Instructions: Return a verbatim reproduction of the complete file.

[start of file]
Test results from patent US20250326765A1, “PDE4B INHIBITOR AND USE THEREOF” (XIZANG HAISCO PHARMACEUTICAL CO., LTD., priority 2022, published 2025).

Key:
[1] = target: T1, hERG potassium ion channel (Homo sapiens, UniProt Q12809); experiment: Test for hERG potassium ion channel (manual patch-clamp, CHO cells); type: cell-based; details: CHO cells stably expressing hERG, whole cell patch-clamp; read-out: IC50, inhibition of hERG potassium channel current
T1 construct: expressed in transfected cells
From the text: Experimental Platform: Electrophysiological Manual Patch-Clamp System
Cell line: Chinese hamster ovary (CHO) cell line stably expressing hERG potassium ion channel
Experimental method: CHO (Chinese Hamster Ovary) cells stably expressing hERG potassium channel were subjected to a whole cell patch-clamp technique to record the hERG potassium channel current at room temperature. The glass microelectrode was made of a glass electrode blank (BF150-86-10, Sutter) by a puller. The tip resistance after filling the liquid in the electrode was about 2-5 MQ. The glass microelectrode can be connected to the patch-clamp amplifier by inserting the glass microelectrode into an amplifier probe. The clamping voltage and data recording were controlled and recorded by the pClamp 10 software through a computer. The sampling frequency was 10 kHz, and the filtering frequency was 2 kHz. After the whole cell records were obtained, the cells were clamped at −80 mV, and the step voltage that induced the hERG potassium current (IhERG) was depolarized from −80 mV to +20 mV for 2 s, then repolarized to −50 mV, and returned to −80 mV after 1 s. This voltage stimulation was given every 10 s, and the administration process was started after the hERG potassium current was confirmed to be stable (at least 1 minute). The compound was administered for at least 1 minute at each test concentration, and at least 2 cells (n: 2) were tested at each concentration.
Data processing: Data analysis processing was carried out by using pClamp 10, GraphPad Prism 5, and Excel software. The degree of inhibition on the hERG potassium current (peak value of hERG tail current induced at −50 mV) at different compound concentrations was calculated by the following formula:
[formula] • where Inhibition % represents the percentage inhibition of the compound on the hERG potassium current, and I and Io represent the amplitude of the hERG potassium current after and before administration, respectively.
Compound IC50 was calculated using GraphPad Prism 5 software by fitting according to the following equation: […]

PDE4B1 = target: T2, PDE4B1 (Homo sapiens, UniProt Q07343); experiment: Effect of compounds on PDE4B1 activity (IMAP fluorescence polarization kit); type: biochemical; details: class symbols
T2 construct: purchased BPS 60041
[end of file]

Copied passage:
Test results from patent US20250326765A1, “PDE4B INHIBITOR AND USE THEREOF” (XIZANG HAISCO PHARMACEUTICAL CO., LTD., priority 2022, published 2025).

Key:
[1] = target: T1, hERG potassium ion channel (Homo sapiens, UniProt Q12809); experiment: Test for hERG potassium ion channel (manual patch-clamp, CHO cells); type: cell-based; details: CHO cells stably expressing hERG, whole cell patch-clamp; read-out: IC50, inhibition of hERG potassium channel current
T1 construct: expressed in transfected cells
From the text: Experimental Platform: Electrophysiological Manual Patch-Clamp System
Cell line: Chinese hamster ovary (CHO) cell line stably expressing hERG potassium ion channel
Experimental method: CHO (Chinese Hamster Ovary) cells stably expressing hERG potassium channel were subjected to a whole cell patch-clamp technique to record the hERG potassium channel current at room temperature. The glass microelectrode was made of a glass electrode blank (BF150-86-10, Sutter) by a puller. The tip resistance after filling the liquid in the electrode was about 2-5 MQ. The glass microelectrode can be connected to the patch-clamp amplifier by inserting the glass microelectrode into an amplifier probe. The clamping voltage and data recording were controlled and recorded by the pClamp 10 software through a computer. The sampling frequency was 10 kHz, and the filtering frequency was 2 kHz. After the whole cell records were obtained, the cells were clamped at −80 mV, and the step voltage that induced the hERG potassium current (IhERG) was depolarized from −80 mV to +20 mV for 2 s, then repolarized to −50 mV, and returned to −80 mV after 1 s. This voltage stimulation was given every 10 s, and the administration process was started after the hERG potassium current was confirmed to be stable (at least 1 minute). The compound was administered for at least 1 minute at each test concentration, and at least 2 cells (n: 2) were tested at each concentration.
Data processing: Data analysis processing was carried out by using pClamp 10, GraphPad Prism 5, and Excel software. The degree of inhibition on the hERG potassium current (peak value of hERG tail current induced at −50 mV) at different compound concentrations was calculated by the following formula:
[formula] • where Inhibition % represents the percentage inhibition of the compound on the hERG potassium current, and I and Io represent the amplitude of the hERG potassium current after and before administration, respectively.
Compound IC50 was calculated using GraphPad Prism 5 software by fitting according to the following equation: […]

PDE4B1 = target: T2, PDE4B1 (Homo sapiens, UniProt Q07343); experiment: Effect of compounds on PDE4B1 activity (IMAP fluorescence polarization kit); type: biochemical; details: class symbols
T2 construct: purchased BPS 60041